For some, visiting Grand Canyon National Park is the #1 priority while visiting the United States or at the top of the Bucket List for the rest of us. Covering not quite 5,000 sq km of Arizona land, this National Park is undoubtedly magnificent, displaying millions of years of history for millions of annual visitors.
As a photographer, of course I felt intimidated by the stunning views of the Colorado River, the Havasu Falls, the Skywalk and the ever popular Instagram destination – the Horseshoe Bend. Photographing the Grand Canyon is one of those places that you capture over and over again, hoping for better weather, better air quality, better moments along your hike/visit.
Who would have thought that my shooting window would only be about 20 minutes long…
Driving from Las Vegas with my mom, a fellow photographer, we had a four hour journey to cover before we arrived at our destination. Along the way, we encountered some summer-time rain, then hail, which we were crossing our fingers wouldn’t follow us to GC. As the photography gods and goddesses planned – it did!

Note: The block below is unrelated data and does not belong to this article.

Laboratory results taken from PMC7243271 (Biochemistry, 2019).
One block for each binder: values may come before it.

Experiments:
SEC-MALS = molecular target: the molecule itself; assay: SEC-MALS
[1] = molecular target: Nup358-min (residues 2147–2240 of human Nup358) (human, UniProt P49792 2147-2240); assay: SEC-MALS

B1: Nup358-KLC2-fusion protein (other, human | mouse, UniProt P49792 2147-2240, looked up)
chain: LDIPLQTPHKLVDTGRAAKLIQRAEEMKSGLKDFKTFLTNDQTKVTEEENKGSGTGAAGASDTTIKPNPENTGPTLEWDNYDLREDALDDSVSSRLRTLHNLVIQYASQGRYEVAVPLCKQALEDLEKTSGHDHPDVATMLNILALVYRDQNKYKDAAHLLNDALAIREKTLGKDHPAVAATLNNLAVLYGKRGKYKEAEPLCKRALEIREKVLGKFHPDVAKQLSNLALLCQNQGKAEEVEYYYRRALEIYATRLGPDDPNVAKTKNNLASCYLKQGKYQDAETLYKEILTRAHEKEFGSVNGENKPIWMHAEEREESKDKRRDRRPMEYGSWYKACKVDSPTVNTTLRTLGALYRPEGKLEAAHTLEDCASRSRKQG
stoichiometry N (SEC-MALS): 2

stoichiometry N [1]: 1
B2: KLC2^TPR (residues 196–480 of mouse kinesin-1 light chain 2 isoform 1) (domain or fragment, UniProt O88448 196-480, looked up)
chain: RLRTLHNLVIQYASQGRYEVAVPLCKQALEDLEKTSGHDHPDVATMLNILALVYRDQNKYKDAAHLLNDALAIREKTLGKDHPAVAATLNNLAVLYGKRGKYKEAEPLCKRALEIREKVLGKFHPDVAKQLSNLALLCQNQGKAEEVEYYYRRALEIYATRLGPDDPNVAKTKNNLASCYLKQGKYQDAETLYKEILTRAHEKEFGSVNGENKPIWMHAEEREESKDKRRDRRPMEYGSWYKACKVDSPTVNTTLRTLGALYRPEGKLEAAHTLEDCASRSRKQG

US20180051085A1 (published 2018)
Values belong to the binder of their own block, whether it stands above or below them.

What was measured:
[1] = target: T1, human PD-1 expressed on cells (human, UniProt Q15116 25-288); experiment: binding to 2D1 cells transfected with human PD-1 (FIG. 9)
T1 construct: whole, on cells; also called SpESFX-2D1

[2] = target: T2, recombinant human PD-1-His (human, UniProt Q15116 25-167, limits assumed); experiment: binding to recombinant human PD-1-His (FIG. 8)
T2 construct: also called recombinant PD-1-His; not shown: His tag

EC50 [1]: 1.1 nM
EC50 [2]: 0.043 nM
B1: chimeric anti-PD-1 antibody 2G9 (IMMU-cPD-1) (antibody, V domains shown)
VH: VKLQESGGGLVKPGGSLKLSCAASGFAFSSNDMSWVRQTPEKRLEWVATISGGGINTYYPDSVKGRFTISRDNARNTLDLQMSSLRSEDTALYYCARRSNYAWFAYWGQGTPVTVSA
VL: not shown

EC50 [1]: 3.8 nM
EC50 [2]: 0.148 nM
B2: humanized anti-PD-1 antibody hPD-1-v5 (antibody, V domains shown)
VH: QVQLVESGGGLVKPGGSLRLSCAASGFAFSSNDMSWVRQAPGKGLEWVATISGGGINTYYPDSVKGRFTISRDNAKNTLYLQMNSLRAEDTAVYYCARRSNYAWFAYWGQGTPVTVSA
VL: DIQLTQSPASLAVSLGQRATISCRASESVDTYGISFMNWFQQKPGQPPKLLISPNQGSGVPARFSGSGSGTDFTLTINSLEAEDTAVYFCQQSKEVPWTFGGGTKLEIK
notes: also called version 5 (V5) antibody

While neither one of us were hoping for direct sunshine (which has a tendency to wash out the colors and produce a smokey, purple effect against the red rock of the national park), we were also less than excited to expose our cameras to any significant amount of rain drops, let alone hail.
We parked quickly (somewhere along the ridge of the Southern Rim) and off we went, while a mean-looking cloud was looming over our heads.
Then, a dark cloud of “F#%^ you and your pictures” began to move! At first, it was on the right hand side from us, creating some moody photographs and plummeting the canyon into darkness. Then, it was in front of us, with the visible wall of rain coming down about 100-200 feet in the distance. It was as though we were standing inside an invisible shield, which allowed us to snap away without feeling a single drop of rain.
It was unlike anything I’ve ever seen, happening right here in Grand Canyon National Park AND I had my camera on hand. Photography gods and goddesses were having a feast!
While other onlookers were enjoying the scenery, my mom and I were busy snapping away, remembering to also photograph ourselves.
After about 20 minutes of running around and snapping the view from every possible angle, our time was up. It started to drizzle and then a healthy amount of rain caught us just as we were getting into our car. We had another 4 hours of driving to do before reaching our next destination of our 3000 mile road trip – Monument Valley.
And that is how I spent 20 minutes in Grand Canyon National Park.
Have you ever visited the Grand Canyon? If so, do you have a story to tell? Comment below.